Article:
How can I tell what undertone a concealer has?
This can be tricky. Because many of the mainstream brands you find in department stores and drugstores don’t have undertones in their concealers.
They’ll often just have shades like light 1, light 2, medium 1, dark 1, and so on. Even some of the very well known, and very expensive, brands don’t have undertones in their concealers.
So this makes it very hard to know which concealers have green undertones and which have orange undertones. The reason being, they don’t actually look orange or green!
Look for brands that do have undertones in their concealers
This will give you a much better idea of which one is the right concealer shade for the area you want to colour correct. You’ll generally find this information on their website.
One great example of this is the Hynt Beauty Duet Perfecting Concealer. These are my favourite concealers. They’re simply AMAZING and are THE BEST concealers I’ve ever used.
They come in 7 shades from light to dark. And each one has a specific undertone to it. So it makes it easier for you to find which is the right concealer shade for you.
They’re amazing at neutralising dark circles as well as any redness. The coverage is unbelievable and you literally need to apply a tiny amount of the product. They can even be used alone for days when you don’t want to wear foundation.
I also love that you can get samples of them too. So be sure to avail of that so you can try them out first.
Yves Saint Laurent Touche Eclat is NOT a concealer!
Whilst this is not a product or brand that I myself use, as it’s not a natural, organic or cruelty-free brand. I thought I’d mention it, as it may be a product you currently have in your makeup bag. And it’s one that there’s a lot of confusion about.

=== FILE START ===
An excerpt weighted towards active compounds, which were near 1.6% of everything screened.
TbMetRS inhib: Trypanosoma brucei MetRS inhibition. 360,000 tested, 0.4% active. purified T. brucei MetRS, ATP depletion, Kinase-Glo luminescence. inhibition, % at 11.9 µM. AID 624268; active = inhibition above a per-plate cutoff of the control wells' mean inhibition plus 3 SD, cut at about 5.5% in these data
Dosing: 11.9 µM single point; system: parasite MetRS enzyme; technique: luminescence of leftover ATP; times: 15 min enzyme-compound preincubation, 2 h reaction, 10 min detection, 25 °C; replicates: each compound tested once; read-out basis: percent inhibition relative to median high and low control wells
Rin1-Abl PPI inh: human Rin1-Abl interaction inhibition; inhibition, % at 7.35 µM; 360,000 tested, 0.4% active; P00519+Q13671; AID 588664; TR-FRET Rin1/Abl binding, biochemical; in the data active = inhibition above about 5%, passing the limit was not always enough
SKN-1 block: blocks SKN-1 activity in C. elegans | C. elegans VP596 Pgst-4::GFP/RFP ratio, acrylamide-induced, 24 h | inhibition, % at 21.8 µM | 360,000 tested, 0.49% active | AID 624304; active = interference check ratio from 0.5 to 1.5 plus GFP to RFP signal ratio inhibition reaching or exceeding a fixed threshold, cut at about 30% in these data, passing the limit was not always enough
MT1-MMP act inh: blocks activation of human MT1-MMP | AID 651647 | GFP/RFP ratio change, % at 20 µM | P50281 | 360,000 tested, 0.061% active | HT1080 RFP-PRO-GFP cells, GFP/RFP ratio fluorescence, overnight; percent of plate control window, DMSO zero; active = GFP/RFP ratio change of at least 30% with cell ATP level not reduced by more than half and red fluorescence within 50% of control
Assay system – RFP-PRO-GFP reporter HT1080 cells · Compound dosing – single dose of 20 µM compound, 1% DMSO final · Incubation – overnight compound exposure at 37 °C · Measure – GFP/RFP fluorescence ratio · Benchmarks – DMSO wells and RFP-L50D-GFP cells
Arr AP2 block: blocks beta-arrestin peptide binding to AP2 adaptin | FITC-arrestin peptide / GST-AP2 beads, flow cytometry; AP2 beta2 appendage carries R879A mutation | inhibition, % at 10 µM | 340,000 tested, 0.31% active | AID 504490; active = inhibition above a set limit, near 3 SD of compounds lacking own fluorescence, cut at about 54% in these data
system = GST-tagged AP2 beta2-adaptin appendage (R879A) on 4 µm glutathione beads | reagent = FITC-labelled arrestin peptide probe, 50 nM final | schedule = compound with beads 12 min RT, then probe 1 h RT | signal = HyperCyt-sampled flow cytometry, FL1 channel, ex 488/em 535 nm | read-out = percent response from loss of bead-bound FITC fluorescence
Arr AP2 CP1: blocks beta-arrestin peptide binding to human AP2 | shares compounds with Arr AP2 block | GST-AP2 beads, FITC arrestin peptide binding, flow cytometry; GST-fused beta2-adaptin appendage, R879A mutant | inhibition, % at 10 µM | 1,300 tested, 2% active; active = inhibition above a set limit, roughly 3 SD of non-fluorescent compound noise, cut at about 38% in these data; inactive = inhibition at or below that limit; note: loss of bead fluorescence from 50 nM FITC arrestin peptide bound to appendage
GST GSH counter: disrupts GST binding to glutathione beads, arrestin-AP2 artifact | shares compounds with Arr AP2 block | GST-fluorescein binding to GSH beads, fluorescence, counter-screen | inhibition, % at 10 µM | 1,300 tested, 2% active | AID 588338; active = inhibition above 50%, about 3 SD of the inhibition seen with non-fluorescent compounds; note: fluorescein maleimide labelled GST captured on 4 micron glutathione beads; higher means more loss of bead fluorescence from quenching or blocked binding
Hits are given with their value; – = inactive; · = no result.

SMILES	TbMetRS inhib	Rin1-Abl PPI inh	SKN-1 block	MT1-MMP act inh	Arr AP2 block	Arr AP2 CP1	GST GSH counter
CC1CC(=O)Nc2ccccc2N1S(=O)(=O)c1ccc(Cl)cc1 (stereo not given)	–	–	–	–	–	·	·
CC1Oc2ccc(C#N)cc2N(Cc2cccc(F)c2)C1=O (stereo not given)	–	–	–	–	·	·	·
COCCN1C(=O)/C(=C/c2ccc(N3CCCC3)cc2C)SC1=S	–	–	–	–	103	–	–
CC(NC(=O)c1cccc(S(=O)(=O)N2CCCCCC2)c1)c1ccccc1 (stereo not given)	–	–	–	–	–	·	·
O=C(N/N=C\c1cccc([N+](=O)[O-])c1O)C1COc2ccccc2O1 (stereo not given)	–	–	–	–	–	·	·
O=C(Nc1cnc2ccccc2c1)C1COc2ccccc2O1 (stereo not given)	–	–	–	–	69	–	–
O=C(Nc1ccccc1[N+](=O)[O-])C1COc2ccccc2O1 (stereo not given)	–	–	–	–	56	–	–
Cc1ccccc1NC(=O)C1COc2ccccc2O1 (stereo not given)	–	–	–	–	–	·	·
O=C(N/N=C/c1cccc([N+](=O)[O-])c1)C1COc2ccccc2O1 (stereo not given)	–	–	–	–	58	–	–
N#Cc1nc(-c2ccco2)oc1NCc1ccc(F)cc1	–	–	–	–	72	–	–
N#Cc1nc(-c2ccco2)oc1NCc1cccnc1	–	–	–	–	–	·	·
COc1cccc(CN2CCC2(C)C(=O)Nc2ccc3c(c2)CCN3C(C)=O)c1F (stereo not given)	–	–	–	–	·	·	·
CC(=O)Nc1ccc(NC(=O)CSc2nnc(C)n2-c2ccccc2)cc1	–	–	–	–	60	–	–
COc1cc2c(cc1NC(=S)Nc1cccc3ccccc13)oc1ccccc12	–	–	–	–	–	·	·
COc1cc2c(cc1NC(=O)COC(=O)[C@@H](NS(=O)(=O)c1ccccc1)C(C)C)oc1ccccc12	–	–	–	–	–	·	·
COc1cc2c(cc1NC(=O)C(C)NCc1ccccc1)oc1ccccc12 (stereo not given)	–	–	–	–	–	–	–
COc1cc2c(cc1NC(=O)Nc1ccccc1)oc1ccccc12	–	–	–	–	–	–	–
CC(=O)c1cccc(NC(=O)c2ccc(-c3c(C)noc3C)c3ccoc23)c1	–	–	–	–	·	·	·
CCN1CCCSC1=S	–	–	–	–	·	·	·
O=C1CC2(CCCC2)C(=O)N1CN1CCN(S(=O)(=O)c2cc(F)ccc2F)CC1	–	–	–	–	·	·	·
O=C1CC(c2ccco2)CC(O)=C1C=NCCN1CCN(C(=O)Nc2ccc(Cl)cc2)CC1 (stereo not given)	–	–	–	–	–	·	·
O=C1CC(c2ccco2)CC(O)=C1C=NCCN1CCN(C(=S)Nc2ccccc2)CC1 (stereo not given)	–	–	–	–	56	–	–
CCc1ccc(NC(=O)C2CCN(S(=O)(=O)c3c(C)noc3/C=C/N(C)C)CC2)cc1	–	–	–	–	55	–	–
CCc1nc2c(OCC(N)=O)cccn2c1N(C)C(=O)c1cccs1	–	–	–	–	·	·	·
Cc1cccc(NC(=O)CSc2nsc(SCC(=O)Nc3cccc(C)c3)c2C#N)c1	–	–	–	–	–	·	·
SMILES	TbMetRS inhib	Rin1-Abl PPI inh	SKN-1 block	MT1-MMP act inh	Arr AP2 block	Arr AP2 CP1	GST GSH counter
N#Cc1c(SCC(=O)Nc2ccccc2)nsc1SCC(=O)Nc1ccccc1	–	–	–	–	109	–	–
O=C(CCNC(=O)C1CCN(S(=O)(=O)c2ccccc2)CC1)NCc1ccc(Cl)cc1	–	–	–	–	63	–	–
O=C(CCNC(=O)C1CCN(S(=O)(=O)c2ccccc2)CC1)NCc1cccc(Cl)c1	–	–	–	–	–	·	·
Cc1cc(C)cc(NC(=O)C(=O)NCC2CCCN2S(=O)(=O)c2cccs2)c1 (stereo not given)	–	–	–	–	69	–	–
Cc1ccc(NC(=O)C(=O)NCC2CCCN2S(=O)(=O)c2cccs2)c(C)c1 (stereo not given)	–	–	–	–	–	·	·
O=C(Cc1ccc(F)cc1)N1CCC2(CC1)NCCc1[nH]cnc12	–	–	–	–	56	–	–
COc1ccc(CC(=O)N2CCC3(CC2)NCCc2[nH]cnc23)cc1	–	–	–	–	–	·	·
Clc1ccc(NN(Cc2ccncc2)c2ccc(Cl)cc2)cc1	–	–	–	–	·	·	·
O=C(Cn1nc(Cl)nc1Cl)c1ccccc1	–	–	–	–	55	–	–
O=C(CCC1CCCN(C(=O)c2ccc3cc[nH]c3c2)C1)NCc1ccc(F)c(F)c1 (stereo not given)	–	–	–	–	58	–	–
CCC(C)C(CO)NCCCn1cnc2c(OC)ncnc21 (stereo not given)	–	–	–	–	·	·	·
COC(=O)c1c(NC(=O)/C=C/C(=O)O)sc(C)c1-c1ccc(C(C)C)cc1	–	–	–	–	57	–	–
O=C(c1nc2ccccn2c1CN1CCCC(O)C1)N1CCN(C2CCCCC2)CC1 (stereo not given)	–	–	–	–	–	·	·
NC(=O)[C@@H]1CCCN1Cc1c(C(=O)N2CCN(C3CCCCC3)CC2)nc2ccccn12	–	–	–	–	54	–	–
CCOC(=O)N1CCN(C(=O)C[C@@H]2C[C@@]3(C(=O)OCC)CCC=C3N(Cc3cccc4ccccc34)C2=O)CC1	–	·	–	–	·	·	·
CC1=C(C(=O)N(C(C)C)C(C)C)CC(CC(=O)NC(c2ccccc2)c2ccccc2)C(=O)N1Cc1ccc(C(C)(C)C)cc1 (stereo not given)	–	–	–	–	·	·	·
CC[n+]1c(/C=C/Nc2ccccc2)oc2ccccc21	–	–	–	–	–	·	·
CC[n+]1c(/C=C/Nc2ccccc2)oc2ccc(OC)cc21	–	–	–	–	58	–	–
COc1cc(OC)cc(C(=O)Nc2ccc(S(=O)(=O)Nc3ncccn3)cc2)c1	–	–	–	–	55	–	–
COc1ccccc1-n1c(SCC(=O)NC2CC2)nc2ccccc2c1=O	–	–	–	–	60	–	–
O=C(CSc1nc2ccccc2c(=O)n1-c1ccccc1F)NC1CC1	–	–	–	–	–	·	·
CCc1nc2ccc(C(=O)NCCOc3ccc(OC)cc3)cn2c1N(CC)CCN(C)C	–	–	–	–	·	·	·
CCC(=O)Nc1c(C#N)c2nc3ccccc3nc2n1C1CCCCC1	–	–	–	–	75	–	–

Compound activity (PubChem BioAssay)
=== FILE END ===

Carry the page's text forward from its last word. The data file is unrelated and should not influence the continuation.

This product is NOT a concealer. And it DOES NOT neutralise under-eye circles or any redness! It is, in fact, best used as a highlighter.
Either way, this is not a product or brand I’d ever recommend anyway. For one thing, it’s not a cruelty-free brand.
And this product alone contains many of the nasty, harsh ingredients I always avoid in products such as parabens, talc, mineral oil and dimethicone.
Isn’t my concealer a highlighter too?
No! Your concealer will colour correct. A highlighter attracts light, creating the illusion of brightness. But most of us need a little extra coverage from concealer to neutralise and brighten up dark circles first. A highlighter alone won’t do this.
If you do want to use a highlighter around your eye area, it’s best to stick to a matte product (Touche Eclat has some shimmer to it). So if you have puffy eyes, fine lines or wrinkles around the eye area, it’s best to avoid products with illuminating properties. Otherwise, you run the risk of emphasising these even further.
A highlighter is a great addition to concealer and a nice thing to have. Especially if you have particularly dark under-eye circles. But it’s not a necessity.
How to apply concealer correctly?
The correct way to apply concealer IS NOT how many video tutorials are showing you how to do!
So make sure to have a read of this blog post as this will teach you the right way to apply concealer.
SO LET’S RECAP
Dark eye circles – choose a concealer with orange undertones (can also be referred to as pink)
Redness & spots – choose a concealer with green undertones (can also be referred to as yellow)
If you follow this rule as well as the 2 steps I mentioned above, you’ll be able to choose the right concealer shade every time.
And if you’re in need of even more tips to brighten your eye area, check out this post where I’ve shared 9 simple tips to brighten tired eyes.
I really hope you enjoyed this post and found it really helpful.
But if you’re still unsure which shade of concealer to choose for your skin, I’d absolutely LOVE to help you find the perfect products and shades that are right for you.
Let’s have a quick chat so we can discuss your exact needs and how I can help you. Choose one of the options below and I’ll get back to you as soon as I can.